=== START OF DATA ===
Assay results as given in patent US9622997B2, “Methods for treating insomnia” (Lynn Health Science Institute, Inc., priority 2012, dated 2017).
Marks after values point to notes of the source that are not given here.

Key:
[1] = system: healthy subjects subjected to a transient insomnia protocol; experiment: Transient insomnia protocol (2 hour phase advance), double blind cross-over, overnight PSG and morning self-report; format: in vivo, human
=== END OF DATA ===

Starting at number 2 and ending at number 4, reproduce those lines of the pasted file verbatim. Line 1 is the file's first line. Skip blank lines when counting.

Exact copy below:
Marks after values point to notes of the source that are not given here.

Key:
[1] = system: healthy subjects subjected to a transient insomnia protocol; experiment: Transient insomnia protocol (2 hour phase advance), double blind cross-over, overnight PSG and morning self-report; format: in vivo, human